What is the Eustachian tube?
The Eustachian tubes connect the front wall of the middle ear to the sidewall of the nasopharynx (top part of the throat). These tubes help drain fluid away from and equalize air pressure inside the ears.
Eustachian tube dysfunction
It is believed that as many as 1 in 100 people suffer from Eustachian tube dysfunction also known as Eustachian tube blockage. Common causes include but are not limited to heavy colds, sinusitis, allergies and illnesses. It occurs when negative pressure builds up in the middle ear due to limited air being able to reach it. The reason for the lack of air being able to circulate tends to be down to a blockage/dysfunction of the Eustachian tube.
Symptoms of Eustachian tube dysfunction
You may experience the feeling of your ears being blocked or a pressure similar to the type you may experience when taking off or landing during a flight. Some people develop tinnitus and sounds can become muffled. Many of the symptoms for Eustachian tube dysfunction are very similar if not the same as earwax build up. If you are experiencing these symptoms and would like to rule out earwax please contact us to arrange a consultation with one of our ear care professionals by calling 07598 303 877.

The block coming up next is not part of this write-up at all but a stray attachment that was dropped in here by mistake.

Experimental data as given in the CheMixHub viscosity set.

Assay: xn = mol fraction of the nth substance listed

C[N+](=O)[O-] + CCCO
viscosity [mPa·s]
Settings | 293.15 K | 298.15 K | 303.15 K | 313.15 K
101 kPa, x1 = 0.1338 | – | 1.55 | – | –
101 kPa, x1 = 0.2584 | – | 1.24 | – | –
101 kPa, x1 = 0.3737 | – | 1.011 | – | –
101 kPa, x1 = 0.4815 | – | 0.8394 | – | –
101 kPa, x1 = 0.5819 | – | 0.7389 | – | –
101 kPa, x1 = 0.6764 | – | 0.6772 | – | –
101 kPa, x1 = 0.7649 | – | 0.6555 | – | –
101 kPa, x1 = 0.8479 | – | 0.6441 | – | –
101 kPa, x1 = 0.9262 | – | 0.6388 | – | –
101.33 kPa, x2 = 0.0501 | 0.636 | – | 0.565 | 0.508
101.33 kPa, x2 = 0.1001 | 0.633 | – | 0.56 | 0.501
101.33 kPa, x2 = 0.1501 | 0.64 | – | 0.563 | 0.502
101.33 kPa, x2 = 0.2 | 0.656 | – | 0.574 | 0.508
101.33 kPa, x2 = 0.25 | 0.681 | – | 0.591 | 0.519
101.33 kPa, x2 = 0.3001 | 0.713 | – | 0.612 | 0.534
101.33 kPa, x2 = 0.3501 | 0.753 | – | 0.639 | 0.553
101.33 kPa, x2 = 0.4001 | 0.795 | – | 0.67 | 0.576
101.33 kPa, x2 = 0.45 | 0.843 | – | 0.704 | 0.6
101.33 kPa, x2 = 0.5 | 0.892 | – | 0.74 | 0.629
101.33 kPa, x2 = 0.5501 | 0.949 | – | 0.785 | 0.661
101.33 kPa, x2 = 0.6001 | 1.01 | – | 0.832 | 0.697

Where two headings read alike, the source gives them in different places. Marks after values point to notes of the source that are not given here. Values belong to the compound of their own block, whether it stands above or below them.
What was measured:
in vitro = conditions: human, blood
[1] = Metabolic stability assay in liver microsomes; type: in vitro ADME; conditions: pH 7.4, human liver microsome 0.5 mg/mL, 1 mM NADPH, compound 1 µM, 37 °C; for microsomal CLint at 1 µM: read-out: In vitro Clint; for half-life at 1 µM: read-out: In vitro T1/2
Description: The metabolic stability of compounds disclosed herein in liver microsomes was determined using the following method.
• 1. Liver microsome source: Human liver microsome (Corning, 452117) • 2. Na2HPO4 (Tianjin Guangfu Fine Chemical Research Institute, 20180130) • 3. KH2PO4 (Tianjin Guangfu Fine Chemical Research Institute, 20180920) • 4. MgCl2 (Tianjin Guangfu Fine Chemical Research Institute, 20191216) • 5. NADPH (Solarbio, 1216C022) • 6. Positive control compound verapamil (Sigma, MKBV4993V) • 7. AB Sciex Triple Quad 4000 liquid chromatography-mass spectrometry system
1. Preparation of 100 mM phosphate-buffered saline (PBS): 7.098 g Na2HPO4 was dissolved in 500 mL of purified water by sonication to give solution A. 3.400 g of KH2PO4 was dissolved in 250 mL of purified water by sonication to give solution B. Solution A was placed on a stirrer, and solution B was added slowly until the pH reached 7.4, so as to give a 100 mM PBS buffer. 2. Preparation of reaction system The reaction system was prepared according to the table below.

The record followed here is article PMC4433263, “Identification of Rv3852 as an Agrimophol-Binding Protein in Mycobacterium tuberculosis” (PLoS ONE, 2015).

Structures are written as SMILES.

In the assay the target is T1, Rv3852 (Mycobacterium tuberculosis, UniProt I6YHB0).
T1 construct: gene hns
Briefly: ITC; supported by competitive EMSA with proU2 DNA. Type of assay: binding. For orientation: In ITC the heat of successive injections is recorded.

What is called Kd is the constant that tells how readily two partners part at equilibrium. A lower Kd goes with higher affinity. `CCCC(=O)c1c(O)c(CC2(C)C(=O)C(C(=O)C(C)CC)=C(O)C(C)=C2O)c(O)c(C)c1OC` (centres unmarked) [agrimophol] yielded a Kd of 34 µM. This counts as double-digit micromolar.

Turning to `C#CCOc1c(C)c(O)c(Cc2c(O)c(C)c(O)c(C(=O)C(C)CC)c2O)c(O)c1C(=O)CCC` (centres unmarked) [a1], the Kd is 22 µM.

Treatment for Eustachian tube dysfunction at home
Eustachian tube dysfunction can usually be treated and managed at home. Self-treatment may include the following:
Steam inhalation – Steam inhalation can ease symptoms and open up the airways by getting warm air into the nasal passage and subsequently the Eustachian tubes.
Nasal decongestant – A nasal decongestant will help reduce swelling, inflammation and congestion allowing the air pressure to release and stabilise.
If after 7 days of self-treating at home your symptoms still persist you should contact your GP for further advice and a possible Ear, Nose and Throat referral.